COMING TO AMERICA
ONE DAY IN THE SUMMER OF 1991, WITHOUT WARNING OR EXPLANATION, Zhou Wei and Xiao Chen were released from an Immigration and Naturalization Service prison in Texas. They had no money, no food and no idea where they were or how to contact the relatives in New York City they had never met. And it was pouring.
The two men, both just shy of 21, were overwhelmed with joy. For the first time since setting foot on American soil six months earlier, they were neither behind bars nor in chains. They swore an oath of brotherhood, vowing to help each other steer clear of trouble, work hard and pay off their enormous debts. Then, drawing on the smattering of survival English he had learned during the yearlong odyssey through Asian jungles and jails that had led him here, Xiao Chen looked for help. He got lucky. A sympathetic cabdriver gave them a box of Kentucky Fried Chicken, helped them call New York and paid for a motel room. The next morning, he drove them to the airport. Zhou Wei's uncle, who had prepaid their tickets, picked them up in Newark and rushed them to his Chinatown restaurant in Manhattan.
But when they got there, three members of the Fuk Ching gang were waiting at a table in the corner. Somehow, they had found out that Xiao Chen and Zhou Wei, each of whom owed a $25,000 balance on their smuggling debt, had been released. The enforcers, says Xiao Chen, escorted them to a "safe" house--safe, that is for the gang--and waited for the money to be delivered.
Today, Xiao Chen (the name, like Zhou Wei, is a pseudonym), is feeling good about his prospects. After working 100-hour weeks in a Chinese takeout for two years and four months, he has almost squared his account with the relatives who paid off the "snakehead," as smugglers are called. His petition for political asylum is pending and, in the meantime, he has a temporary work permit. He dreams, realistically, of opening his own restaurant within five years.
Zhou Wei is in a different situation. Arrested late last year, he is charged with criminal possession of a weapon in connection with a kidnaping and murder case yet to come to trial. Unable to procure the cash that day in Chinatown, he took the other option: becoming a member of the gang.
Xiao Chen and Zhou Wei, blood brothers no more, are the two faces of a multibillion-dollar trade in human cargo that originates in a small coastal region of southern China, wends its way through an ever-shifting smuggling network spanning the globe, and usually winds up, sooner or later, in a few square blocks around East Broadway in Manhattan's Chinatown.
The vast majority of the hundreds of thousands of illegal immigrants from the Fuzhou area of Fujian province who have settled in the United States over the past decade are like Xiao Chen: conscientious workers building their futures with bare hands. Some are propelled by persecution in China, and thus qualify as refugees under U.S. law. Most who choose to "ride the snake," however, are drawn by the same sirens of economic opportunity that attracted their Cantonese compatriots to California's "gold mountain" more than a century ago.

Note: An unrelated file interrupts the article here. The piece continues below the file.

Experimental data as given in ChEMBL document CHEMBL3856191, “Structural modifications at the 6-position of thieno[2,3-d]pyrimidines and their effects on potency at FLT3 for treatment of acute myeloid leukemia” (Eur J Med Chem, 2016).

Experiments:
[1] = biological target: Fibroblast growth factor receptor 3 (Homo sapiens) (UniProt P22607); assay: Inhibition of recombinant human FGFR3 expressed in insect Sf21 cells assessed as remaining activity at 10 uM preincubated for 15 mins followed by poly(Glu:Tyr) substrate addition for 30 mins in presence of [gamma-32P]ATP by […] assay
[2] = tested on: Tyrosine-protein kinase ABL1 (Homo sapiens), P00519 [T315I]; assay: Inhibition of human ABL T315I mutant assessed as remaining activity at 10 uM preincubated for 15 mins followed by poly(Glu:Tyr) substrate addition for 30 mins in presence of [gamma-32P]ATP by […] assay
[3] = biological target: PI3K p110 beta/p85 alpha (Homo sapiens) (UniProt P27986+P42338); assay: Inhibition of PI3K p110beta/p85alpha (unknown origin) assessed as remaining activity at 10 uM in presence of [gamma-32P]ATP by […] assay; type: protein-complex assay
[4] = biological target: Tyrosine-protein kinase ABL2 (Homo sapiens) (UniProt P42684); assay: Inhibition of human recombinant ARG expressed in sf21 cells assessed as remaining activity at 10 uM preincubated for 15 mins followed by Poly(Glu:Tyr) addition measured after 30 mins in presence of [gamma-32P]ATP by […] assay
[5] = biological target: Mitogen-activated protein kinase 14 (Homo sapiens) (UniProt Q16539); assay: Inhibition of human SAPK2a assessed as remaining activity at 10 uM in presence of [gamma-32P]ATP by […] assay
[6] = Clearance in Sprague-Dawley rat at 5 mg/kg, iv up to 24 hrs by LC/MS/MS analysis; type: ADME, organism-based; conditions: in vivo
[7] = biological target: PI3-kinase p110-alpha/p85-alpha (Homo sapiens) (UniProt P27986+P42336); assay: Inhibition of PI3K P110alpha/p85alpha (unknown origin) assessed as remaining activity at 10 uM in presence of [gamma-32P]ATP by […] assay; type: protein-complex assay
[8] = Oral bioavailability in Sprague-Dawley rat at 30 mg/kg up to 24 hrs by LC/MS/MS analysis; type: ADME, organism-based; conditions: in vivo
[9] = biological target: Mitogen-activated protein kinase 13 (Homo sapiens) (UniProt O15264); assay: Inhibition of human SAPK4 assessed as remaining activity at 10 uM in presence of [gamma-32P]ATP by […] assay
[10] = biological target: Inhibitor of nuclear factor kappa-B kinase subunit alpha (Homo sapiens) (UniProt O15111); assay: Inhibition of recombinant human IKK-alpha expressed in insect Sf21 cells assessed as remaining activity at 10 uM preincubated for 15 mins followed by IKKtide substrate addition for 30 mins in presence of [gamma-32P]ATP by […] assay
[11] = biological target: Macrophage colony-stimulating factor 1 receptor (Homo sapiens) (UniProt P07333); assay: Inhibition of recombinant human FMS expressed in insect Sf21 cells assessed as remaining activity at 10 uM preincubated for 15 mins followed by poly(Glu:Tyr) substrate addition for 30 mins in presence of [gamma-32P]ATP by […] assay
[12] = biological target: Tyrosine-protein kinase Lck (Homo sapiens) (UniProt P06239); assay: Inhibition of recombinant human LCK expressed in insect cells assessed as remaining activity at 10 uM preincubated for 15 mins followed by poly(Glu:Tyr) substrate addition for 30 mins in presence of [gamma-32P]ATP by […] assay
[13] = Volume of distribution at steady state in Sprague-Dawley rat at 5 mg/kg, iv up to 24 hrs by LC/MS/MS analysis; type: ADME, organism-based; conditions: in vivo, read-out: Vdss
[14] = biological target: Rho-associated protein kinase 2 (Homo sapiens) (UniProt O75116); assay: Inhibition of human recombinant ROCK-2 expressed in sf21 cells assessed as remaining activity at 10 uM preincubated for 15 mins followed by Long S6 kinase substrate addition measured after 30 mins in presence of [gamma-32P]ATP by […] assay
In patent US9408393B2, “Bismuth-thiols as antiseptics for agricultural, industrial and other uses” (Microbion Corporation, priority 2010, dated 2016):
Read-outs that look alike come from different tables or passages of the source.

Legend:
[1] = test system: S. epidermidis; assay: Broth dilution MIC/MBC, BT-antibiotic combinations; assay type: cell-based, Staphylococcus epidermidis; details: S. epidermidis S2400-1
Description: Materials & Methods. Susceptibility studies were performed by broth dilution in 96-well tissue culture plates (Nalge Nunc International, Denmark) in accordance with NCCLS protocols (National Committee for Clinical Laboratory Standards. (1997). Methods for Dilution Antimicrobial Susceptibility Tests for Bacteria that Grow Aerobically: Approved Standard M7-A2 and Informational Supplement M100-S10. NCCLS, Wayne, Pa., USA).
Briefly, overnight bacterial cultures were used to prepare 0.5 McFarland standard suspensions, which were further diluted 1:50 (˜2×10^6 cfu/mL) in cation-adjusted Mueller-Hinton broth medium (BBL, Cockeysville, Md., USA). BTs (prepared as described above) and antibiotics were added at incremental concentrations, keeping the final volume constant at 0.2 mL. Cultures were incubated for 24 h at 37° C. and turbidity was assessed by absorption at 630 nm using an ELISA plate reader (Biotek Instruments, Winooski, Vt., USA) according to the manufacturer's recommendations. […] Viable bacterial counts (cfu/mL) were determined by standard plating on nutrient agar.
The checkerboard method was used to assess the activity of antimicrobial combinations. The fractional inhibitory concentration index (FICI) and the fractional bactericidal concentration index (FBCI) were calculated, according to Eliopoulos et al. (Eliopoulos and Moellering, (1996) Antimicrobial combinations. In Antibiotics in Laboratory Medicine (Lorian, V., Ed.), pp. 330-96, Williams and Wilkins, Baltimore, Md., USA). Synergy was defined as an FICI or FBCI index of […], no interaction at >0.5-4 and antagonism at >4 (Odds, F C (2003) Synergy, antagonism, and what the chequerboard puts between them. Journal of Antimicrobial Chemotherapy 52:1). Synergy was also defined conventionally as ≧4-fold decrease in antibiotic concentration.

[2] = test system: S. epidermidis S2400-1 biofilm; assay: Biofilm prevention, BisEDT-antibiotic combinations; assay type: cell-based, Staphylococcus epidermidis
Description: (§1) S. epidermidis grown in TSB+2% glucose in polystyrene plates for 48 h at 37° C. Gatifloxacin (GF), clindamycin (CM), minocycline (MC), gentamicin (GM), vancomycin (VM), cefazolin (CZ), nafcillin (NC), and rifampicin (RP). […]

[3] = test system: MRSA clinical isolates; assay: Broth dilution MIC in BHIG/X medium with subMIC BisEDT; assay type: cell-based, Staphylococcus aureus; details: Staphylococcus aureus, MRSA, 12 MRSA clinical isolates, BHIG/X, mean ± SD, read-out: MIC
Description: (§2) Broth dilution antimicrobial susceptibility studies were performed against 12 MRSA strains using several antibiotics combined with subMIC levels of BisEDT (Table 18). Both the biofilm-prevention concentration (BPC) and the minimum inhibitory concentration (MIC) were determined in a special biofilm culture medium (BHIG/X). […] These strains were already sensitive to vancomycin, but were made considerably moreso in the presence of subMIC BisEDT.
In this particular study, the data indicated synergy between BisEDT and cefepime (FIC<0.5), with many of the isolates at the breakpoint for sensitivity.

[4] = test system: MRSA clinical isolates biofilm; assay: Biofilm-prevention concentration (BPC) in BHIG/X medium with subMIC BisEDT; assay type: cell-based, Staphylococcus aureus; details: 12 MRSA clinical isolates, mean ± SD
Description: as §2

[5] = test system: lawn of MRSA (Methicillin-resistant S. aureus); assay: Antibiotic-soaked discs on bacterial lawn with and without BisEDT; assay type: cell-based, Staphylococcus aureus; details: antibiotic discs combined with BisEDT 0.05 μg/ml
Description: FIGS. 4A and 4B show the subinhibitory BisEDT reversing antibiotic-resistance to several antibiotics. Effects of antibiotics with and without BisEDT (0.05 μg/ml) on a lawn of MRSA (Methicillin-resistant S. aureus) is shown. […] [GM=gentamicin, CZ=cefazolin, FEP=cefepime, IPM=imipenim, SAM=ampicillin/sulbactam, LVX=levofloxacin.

But the same illicit traffic in human beings that is fueling a cheap-labor economic boom in Chinese-American communities across the country is also financing the rapid expansion of international Chinese crime syndicates on U.S. soil, syndicates whose stock-in-trade is heroin, credit fraud, prostitution, gambling, extortion and murder. A full report on U.S.-based Asian organized crime issued in December by a Senate subcommittee on investigations found that "every (Chinese) smuggling group examined involved Asian organized-crime figures." This, more than the small number of immigrants who become foot soldiers in these criminal organizations, is cause for alarm. It is also one of the most urgent challenges to American law enforcement since the rise of the Italian Mafia and Colombian drug cartels.
To date, it is a challenge largely unmet. Federal and local agencies have been slow to penetrate the interlocking web of Chinese triads, tongs and gangs. The INS has failed to stem the influx of illegal Chinese immigrants or to prosecute the masterminds who sneak them into the country.
In dealing with immigrant smuggling from China, however, many of the U.S. government's wounds are self-inflicted. Indeed, the INS, the front-line agency for all immigration matters, has been rendered virtually impotent by a confluence of factors: serious internal policy schisms, generous asylum laws that attract false claims for refugee status, budget cuts and trivial penalties for alien smuggling that embolden smugglers and discourage expensive prosecutions.
And only in April, after a crisis-response meeting in Washington of key U.S. attorneys and INS agents, was an interagency plan drawn up that adequately recognizes the crucial link between the Chinese "mafia" and what the INS calls "alien smuggling."